My second comment about the Holy Spirit as fire is that fire wants to grow and move, and it is not easily contained. This image tells us that the Holy Spirit is not easily contained, either. Don’t be mistaken, God’s Spirit is dynamic, hard to contain and ultimately unstoppable. Is that your experience of the Holy Spirit in your own life?
Our next word picture comes from the prophet Joel (chapter 2:28); it is repeated by the apostle Peter in his sermon at Pentecost (Acts 2:17). The image here is of the Spirit being poured out, like a liquid from a large vessel: God says, “I will pour out my Spirit on all people.” “I will pour out” – think about these words for a moment. Don’t they convey a sense of generosity, even lavishness; don’t they depict a situation of plentitude and abundance? God is not stingy with God’s Spirit; the Spirit is not dribbled out to us, one drop at a time, but is showered down on us. This precious gift is not sparingly given. Imagine some valuable liquid, like expensive perfume or a very fine wine. Then imagine it being poured out in great quantities, being made available to just anyone, heedless of the cost. That’s the picture we are given of the Holy Spirit. And please notice, the Spirit is not just for a few of us; there is enough of the Holy Spirit to go around for all of us. The Holy Spirit is not small or limited! The Holy Spirit is not dainty or fragile! These seem like pretty obvious things that don’t need to be emphasized, but sometimes we act as if the Holy Spirit is an insignificant, inconsequential part of our lives – perhaps a treasure, but a dainty, fragile treasure, kept out of harm’s way, high up on a shelf. Remember, the Holy Spirit has been lavishly and robustly poured down on us. We are abundantly endowed with the Spirit of God, so much so that that Spirit demands to be shared with others. And that brings me to my next word image.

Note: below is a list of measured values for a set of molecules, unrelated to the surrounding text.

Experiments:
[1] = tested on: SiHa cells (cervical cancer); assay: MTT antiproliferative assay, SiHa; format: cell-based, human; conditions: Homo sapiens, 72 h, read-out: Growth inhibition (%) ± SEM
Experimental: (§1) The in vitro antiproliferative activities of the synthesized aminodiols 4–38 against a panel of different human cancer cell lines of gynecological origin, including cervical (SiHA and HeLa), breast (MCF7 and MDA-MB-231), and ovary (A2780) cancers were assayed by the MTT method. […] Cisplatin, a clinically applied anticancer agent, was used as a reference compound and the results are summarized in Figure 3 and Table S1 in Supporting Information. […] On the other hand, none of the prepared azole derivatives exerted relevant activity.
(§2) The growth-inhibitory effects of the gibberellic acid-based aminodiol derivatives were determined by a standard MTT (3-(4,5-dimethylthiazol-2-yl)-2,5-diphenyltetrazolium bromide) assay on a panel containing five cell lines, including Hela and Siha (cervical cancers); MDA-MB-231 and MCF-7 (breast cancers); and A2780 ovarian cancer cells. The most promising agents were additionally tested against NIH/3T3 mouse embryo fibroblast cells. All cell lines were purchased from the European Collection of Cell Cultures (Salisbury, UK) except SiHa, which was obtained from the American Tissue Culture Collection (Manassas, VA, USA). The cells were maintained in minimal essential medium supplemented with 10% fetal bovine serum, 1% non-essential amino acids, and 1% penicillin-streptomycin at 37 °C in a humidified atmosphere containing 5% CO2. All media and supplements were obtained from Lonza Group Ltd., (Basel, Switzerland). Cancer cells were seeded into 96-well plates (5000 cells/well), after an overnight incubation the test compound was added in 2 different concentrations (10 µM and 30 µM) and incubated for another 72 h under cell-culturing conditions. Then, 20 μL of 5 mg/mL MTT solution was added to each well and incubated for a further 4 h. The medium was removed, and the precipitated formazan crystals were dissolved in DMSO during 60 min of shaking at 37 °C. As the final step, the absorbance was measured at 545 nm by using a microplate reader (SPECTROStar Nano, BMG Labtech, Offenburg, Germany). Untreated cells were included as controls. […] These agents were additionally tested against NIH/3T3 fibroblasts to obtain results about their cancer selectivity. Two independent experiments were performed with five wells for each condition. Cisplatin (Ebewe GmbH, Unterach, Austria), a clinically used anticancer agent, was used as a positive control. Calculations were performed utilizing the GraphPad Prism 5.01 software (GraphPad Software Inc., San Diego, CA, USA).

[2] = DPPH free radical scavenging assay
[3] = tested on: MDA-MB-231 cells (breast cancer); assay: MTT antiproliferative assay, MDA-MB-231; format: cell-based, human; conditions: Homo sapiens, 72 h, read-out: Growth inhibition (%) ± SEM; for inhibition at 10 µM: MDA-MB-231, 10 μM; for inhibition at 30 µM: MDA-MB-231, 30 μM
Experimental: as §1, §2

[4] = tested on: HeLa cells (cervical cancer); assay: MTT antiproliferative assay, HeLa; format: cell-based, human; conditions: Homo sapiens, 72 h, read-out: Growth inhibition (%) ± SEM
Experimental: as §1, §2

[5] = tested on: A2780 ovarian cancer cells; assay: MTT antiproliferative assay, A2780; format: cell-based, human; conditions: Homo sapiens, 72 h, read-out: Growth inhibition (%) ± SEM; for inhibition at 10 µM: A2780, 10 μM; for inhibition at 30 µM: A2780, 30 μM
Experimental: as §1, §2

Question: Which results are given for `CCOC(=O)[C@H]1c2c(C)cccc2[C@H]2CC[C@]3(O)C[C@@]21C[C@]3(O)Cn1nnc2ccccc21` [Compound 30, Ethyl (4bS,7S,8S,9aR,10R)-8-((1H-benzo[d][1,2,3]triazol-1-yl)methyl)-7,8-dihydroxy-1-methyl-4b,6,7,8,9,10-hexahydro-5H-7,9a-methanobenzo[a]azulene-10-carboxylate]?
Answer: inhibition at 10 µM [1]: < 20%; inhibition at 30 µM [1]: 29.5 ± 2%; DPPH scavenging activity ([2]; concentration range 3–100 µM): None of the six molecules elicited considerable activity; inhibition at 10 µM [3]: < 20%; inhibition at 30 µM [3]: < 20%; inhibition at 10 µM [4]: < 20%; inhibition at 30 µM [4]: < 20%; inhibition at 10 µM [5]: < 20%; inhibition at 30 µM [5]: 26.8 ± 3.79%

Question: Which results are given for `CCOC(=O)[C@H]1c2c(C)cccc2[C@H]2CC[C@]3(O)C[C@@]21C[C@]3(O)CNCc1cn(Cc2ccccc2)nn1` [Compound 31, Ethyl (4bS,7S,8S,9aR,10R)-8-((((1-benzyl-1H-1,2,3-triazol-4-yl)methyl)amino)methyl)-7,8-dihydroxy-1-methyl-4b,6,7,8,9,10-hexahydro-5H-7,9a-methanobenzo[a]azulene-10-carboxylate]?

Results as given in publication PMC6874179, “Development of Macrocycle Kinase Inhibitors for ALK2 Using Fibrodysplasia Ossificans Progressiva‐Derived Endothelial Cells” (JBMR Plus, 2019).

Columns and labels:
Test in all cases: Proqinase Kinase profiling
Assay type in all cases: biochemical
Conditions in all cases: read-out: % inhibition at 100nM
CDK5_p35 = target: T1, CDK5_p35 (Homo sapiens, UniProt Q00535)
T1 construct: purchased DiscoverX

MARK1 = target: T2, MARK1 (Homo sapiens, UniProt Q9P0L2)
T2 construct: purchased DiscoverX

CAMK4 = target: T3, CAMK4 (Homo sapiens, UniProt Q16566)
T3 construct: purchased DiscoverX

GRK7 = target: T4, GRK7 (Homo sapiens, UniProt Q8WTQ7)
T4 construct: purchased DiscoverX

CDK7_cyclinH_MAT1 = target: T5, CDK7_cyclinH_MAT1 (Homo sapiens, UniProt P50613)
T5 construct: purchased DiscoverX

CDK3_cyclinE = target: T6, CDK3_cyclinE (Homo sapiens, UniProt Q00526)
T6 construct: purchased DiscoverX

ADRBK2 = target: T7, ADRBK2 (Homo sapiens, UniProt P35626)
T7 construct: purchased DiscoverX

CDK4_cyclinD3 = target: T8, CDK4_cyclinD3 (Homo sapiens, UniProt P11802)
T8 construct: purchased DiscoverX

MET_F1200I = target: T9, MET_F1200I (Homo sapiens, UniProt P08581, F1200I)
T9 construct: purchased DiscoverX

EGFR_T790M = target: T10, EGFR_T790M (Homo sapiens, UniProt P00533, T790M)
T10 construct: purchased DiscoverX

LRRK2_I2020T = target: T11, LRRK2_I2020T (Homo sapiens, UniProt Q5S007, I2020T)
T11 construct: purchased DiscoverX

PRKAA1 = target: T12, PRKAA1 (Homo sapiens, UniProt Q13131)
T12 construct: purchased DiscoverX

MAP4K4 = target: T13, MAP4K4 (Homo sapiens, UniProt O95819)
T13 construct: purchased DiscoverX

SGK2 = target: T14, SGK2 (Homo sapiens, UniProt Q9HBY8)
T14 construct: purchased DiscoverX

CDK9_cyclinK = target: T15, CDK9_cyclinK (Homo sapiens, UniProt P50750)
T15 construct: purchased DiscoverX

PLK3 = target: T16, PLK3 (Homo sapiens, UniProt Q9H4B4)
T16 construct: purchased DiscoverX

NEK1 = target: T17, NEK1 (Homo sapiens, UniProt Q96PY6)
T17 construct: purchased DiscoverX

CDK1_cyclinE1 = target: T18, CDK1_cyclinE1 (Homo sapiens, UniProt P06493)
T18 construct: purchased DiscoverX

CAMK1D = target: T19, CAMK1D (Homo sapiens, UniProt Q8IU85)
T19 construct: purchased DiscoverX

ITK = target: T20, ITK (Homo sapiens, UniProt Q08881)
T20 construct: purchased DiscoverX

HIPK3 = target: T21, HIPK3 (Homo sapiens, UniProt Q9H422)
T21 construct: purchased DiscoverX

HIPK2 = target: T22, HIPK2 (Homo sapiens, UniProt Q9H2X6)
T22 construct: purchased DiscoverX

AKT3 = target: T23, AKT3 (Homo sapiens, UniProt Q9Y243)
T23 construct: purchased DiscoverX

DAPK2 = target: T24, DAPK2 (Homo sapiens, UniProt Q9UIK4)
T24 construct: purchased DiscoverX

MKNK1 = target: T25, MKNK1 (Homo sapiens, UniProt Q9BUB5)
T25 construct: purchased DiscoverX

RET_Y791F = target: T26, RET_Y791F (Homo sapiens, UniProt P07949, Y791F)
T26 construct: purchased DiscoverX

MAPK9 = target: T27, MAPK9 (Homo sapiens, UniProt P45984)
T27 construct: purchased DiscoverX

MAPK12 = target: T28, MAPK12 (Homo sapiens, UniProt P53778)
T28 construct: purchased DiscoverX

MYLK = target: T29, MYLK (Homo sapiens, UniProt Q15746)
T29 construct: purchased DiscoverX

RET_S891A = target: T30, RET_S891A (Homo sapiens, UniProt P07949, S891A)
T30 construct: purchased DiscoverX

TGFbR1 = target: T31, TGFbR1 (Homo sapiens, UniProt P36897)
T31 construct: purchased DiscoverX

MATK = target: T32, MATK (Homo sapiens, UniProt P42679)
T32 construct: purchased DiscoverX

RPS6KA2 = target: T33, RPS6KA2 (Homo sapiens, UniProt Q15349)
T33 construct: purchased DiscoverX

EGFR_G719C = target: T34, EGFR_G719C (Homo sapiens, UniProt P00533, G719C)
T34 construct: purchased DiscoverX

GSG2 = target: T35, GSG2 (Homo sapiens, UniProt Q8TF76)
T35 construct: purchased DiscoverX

Jesus refers to the Holy Spirit as rivers or streams, plural – streams of living water. In John 7:37-38, he says: “‘If anyone is thirsty let him come to me and drink. Whoever believes in me . . . streams of living water will flow from within him.'” And the gospel author then explains in verse 39, “By this he meant the Spirit, whom those who believed in him were later to receive.” The image here is really quite wonderful, even awesome. The Holy Spirit flows through the broken and patched vessels of our lives, like barely contained gushing rivers. And these rivers flow out of us to provide living water to a parched and dying world. In a dry, desert country like much of ancient Israel, the rivers were bringers of life. They regenerated and revived the land. Like those rivers, the Holy Spirit regenerates, revives and refreshes, and after we ourselves are refreshed, we become the channels through which the Holy Spirit revives the world. There is a corollary here: If we are the channels through which God’s Spirit flows out into the world, we must take care that we do not dam ourselves up. We should – we must – keep the channels of living water open. Moreover, when we are out in the world, serving as channels for the Spirit into that world, please keep in mind that we are not alone. The Holy Spirit who flows through us is also serving alongside us as we work. Don’t forget, we are not alone. God’s Spirit is with us and in us – always.